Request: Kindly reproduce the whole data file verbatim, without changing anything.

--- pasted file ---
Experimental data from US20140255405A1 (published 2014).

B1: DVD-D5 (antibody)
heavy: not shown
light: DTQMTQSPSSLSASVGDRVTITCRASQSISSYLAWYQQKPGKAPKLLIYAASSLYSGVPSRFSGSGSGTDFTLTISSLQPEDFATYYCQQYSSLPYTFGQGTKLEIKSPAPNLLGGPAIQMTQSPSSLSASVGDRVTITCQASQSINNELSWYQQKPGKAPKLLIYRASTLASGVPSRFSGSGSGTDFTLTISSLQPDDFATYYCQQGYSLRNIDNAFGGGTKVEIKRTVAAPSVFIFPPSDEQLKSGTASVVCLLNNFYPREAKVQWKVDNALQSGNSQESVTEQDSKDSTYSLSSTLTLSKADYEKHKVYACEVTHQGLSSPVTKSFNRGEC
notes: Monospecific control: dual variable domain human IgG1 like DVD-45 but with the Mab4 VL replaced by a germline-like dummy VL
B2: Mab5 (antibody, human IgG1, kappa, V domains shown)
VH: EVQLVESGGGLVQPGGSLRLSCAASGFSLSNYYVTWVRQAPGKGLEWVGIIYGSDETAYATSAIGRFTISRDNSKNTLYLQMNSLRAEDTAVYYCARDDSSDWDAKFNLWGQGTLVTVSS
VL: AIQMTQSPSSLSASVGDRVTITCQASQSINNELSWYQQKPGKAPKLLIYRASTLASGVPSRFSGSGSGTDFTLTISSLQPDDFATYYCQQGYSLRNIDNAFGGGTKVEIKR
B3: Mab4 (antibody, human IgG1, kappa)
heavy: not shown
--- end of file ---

Experimental data from US20140255405A1 (published 2014).

B1: DVD-D5 (antibody)
heavy: not shown
light: DTQMTQSPSSLSASVGDRVTITCRASQSISSYLAWYQQKPGKAPKLLIYAASSLYSGVPSRFSGSGSGTDFTLTISSLQPEDFATYYCQQYSSLPYTFGQGTKLEIKSPAPNLLGGPAIQMTQSPSSLSASVGDRVTITCQASQSINNELSWYQQKPGKAPKLLIYRASTLASGVPSRFSGSGSGTDFTLTISSLQPDDFATYYCQQGYSLRNIDNAFGGGTKVEIKRTVAAPSVFIFPPSDEQLKSGTASVVCLLNNFYPREAKVQWKVDNALQSGNSQESVTEQDSKDSTYSLSSTLTLSKADYEKHKVYACEVTHQGLSSPVTKSFNRGEC
notes: Monospecific control: dual variable domain human IgG1 like DVD-45 but with the Mab4 VL replaced by a germline-like dummy VL
B2: Mab5 (antibody, human IgG1, kappa, V domains shown)
VH: EVQLVESGGGLVQPGGSLRLSCAASGFSLSNYYVTWVRQAPGKGLEWVGIIYGSDETAYATSAIGRFTISRDNSKNTLYLQMNSLRAEDTAVYYCARDDSSDWDAKFNLWGQGTLVTVSS
VL: AIQMTQSPSSLSASVGDRVTITCQASQSINNELSWYQQKPGKAPKLLIYRASTLASGVPSRFSGSGSGTDFTLTISSLQPDDFATYYCQQGYSLRNIDNAFGGGTKVEIKR
B3: Mab4 (antibody, human IgG1, kappa)
heavy: not shown